• Manufacturing Support: Aerospace engineers also play a crucial role during the manufacturing process. They provide technical advice, ensure the design specifications are met, and solve any engineering issues that arise during production.
  • Project Management: Depending on their roles, some aerospace engineers are also responsible for managing projects. This includes planning, coordinating, budgeting, and overseeing the implementation of projects from conception through to completion.
  • Maintenance and Safety Evaluations: Ensuring the long-term operation and safety of aircraft and spacecraft involves regular maintenance checks and safety evaluations. Aerospace engineers are involved in developing maintenance standards and safety protocols.
  • Regulatory Compliance: Aerospace engineers must ensure all projects comply with governmental and international regulatory requirements. This involves staying updated with the regulations and often interacting with regulatory bodies during the certification process.

These responsibilities make the role of an aerospace engineer both challenging and rewarding, putting them at the forefront of technological advancement and innovation in aerospace industries.

How Long Does it Take to Become an Aerospace Engineer?

Becoming an aerospace engineer is a commitment that involves significant education and potentially some additional training or experience. The timeline can vary depending on the educational path chosen and the specific career goals of an individual. Here’s a general breakdown:

  • Bachelor's Degree: The first and most crucial step is obtaining a Bachelor's degree in aerospace engineering or a related field. This typically takes four years of full-time study. The curriculum includes courses in general engineering principles, propulsion, aerodynamics, structures, and systems, among others.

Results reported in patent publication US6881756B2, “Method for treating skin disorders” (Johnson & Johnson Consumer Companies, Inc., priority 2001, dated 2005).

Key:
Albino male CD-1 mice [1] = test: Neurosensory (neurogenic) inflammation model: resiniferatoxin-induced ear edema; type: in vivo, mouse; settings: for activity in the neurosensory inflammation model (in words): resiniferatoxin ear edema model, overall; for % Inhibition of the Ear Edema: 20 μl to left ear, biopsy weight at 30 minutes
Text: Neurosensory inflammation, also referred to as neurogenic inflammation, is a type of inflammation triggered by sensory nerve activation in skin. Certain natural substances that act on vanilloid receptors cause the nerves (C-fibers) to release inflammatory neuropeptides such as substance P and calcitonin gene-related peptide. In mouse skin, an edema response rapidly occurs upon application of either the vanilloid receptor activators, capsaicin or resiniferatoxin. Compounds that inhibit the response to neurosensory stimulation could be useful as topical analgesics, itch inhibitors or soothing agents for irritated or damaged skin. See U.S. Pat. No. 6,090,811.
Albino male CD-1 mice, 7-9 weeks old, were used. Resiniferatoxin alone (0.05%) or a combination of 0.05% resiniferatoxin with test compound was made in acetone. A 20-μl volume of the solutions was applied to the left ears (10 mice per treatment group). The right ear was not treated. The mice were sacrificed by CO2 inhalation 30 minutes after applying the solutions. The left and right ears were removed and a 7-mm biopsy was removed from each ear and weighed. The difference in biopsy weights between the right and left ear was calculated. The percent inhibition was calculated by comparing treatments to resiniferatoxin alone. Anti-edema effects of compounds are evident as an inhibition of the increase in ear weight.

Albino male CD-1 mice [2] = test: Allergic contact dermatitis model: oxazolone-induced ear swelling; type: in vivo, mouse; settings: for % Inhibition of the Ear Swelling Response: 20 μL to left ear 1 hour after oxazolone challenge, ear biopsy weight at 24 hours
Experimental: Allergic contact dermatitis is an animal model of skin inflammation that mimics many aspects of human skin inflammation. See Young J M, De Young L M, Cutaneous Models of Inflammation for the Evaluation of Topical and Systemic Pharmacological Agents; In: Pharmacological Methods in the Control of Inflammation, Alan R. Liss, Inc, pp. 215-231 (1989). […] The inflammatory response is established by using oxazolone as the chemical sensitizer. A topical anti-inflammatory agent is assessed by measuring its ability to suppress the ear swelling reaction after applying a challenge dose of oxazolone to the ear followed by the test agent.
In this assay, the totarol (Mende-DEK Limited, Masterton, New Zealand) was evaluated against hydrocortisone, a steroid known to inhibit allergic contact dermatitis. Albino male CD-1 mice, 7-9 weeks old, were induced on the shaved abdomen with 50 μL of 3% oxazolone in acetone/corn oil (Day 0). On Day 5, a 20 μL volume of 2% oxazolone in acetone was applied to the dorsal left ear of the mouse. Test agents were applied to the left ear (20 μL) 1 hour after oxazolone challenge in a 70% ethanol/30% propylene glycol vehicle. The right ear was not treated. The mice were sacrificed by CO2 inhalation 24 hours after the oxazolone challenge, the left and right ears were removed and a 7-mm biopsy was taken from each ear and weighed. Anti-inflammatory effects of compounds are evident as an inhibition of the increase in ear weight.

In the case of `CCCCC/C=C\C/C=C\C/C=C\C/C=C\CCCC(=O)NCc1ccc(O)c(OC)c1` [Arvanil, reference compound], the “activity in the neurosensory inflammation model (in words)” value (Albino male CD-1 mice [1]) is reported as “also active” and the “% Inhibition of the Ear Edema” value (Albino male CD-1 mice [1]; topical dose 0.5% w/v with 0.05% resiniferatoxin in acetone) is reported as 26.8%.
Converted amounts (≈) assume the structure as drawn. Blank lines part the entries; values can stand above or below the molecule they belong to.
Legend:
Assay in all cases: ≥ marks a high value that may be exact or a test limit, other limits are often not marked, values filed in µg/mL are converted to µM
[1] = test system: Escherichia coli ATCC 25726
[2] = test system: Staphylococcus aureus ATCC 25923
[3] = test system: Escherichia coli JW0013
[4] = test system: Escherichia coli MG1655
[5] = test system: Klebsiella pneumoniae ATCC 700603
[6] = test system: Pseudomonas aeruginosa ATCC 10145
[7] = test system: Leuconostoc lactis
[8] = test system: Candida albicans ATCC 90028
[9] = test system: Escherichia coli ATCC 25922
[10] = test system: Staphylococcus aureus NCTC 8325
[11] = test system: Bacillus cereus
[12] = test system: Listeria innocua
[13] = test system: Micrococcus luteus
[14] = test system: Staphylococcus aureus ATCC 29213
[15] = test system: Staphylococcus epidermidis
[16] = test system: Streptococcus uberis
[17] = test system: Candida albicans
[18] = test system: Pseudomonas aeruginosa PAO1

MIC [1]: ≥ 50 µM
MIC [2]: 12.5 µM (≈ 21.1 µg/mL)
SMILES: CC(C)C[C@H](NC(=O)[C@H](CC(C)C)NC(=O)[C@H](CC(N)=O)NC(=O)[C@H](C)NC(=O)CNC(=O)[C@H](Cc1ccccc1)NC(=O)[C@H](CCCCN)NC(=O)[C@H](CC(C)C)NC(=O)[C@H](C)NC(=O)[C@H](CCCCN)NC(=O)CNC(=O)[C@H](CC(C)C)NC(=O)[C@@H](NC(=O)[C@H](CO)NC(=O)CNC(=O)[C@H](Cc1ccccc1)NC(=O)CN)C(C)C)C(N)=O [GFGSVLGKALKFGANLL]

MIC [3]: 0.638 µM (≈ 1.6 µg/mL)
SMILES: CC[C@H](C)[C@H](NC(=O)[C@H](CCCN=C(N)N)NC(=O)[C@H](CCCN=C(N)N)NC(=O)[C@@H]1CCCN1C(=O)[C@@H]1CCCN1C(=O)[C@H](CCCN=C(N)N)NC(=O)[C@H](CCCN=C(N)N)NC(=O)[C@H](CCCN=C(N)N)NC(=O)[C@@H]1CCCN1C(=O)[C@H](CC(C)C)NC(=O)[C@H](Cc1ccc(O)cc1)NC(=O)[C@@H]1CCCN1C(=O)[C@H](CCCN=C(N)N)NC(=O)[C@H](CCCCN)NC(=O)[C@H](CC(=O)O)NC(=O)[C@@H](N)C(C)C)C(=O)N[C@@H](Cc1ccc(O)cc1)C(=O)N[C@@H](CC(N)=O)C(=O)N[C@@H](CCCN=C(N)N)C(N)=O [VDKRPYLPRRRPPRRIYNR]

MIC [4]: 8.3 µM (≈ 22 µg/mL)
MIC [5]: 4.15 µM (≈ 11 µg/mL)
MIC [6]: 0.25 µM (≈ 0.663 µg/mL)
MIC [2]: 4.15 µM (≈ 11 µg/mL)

• Internships: While not always mandatory, completing internships during collegiate studies can be incredibly beneficial. Internships provide practical experience, which can be an excellent addition to academic credentials when applying for jobs. These are usually carried out in the summers between semesters.
  • Master’s Degree: Some positions in aerospace engineering, particularly those in research or a specialized area, may require a Master's degree. A Master's typically requires an additional two years post-bachelor's education.
  • Ph.D.: If you're interested in high-level research or academic positions, pursuing a Ph.D. might be necessary. This can take an additional three to five years after obtaining a Master’s degree, depending on the thesis topic and the institution.
  • Licensure and Continuing Education: In some regions and job roles, an aerospace engineer must also be licensed as a Professional Engineer (PE). This process involves passing the Fundamentals of Engineering (FE) exam, gaining sufficient work experience (typically four years), and passing the PE exam. Continuous education through workshops and seminars is also essential to keep up with technological advancements.

Overall, if you are starting with your undergraduate studies, you should plan for at least four to five years of education to enter the field as a qualified aerospace engineer. Pursuing further specialization, additional degrees, or licensure can extend this timeline considerably.

What are the Qualifications Required to Become an Aerospace Engineer?

Becoming an aerospace engineer requires a solid foundation in various educational qualifications and certifications. The journey starts with formal education, typically culminating in acquiring a degree, followed by obtaining necessary certifications and sometimes even gaining postgraduate education.

Educational Requirements

  • Bachelor’s Degree: Aspiring aerospace engineers must begin with a Bachelor’s degree in Aerospace Engineering or other related fields such as Mechanical Engineering, Electrical Engineering, or Materials Science. This foundational degree provides essential knowledge in aerodynamics, structures, propulsion, and avionics.
  • Advanced Degrees (Optional): While not always required, a Master's or Doctoral degree can be advantageous, particularly for those aiming for research and development positions, or roles in academia.

Certification and Licensing